Before we talk to others about their road behaviour, we need to look at ourselves. Do we follow the rules and drive safely? Each citizen should ask themselves - are we following road rules because we believe in them or are we acting when we are being watched by the traffic police (or the security camera)?
Poornima Chandran, Researcher
On August 7th 2016, I participated in a Traffic Awareness Campaign (TAC) organized by the Chennai-based volunteer group, Thozhan. My colleague, Prasanna Sugumaran had volunteered at a similar event some months ago and I decided to give it a shot, too. This time Thozhan had organised a much bigger event with the awareness campaign run at 100 junctions simultaneously.
In the previous post on how the media (Tamil and English) covers road accidents, we looked at the kind of details provided, and sensationalism in the articles. This post, based on 104 of the 181 Tamil and English media reports that were published between January and April 2016, analyses reportage on the causes of accidents, geography (rural vs urban), and road user behaviour.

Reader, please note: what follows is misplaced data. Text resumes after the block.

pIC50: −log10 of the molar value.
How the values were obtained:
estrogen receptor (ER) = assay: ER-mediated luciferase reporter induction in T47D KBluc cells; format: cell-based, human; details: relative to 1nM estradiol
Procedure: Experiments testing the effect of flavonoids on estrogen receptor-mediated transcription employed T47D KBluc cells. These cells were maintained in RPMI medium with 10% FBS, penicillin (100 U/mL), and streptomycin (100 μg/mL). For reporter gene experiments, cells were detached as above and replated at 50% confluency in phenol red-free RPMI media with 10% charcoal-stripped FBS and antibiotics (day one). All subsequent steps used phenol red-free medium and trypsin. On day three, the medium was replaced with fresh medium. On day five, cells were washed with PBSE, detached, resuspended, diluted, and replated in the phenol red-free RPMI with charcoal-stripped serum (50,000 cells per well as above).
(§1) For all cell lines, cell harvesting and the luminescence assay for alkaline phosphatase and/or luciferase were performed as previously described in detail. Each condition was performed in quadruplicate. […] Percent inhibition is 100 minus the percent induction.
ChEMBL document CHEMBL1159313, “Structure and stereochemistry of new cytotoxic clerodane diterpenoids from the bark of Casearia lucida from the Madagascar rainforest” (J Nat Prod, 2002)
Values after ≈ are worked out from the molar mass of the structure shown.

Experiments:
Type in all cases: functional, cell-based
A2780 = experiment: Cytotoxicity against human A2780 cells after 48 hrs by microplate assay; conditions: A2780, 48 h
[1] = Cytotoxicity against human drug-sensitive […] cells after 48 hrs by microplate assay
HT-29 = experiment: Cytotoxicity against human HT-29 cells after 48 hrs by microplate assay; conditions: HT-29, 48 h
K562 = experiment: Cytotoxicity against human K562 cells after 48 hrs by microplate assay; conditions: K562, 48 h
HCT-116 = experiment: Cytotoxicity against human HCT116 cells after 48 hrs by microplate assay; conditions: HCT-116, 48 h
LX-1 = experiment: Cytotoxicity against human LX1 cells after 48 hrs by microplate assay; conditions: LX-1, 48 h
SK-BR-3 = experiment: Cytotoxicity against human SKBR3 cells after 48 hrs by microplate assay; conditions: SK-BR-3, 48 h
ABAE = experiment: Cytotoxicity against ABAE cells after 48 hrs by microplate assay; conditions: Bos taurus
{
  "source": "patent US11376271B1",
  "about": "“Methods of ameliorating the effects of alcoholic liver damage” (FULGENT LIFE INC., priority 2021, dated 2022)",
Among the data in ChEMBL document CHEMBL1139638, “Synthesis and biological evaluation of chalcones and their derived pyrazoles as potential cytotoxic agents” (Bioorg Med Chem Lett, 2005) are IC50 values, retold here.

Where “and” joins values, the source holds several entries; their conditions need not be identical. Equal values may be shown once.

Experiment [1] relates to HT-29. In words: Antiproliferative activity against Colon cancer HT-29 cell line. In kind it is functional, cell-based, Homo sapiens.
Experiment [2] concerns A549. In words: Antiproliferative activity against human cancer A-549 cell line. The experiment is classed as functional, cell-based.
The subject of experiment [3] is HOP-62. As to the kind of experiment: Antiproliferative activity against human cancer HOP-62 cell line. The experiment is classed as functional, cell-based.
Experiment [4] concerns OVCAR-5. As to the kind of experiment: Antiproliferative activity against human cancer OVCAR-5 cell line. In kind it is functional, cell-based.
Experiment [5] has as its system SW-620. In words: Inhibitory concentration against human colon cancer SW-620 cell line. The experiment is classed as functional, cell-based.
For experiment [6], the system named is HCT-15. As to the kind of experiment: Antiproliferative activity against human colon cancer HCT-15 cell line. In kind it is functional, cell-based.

Causes of accidents
In 2014, Tamil Nadu had the highest number of road accidents in the country and the highest number of deaths. Media reports invariably say that Indian roads are considered some of most dangerous in the world. Considering all these alarming stories on the low level of road safety in India, I thought it would be interesting to look at how public opinion is shaped on the issue of road accidents and road safety. I looked at 204 print media articles on road safety in Tamil Nadu, in English and Tamil, that were published between October and December 2015.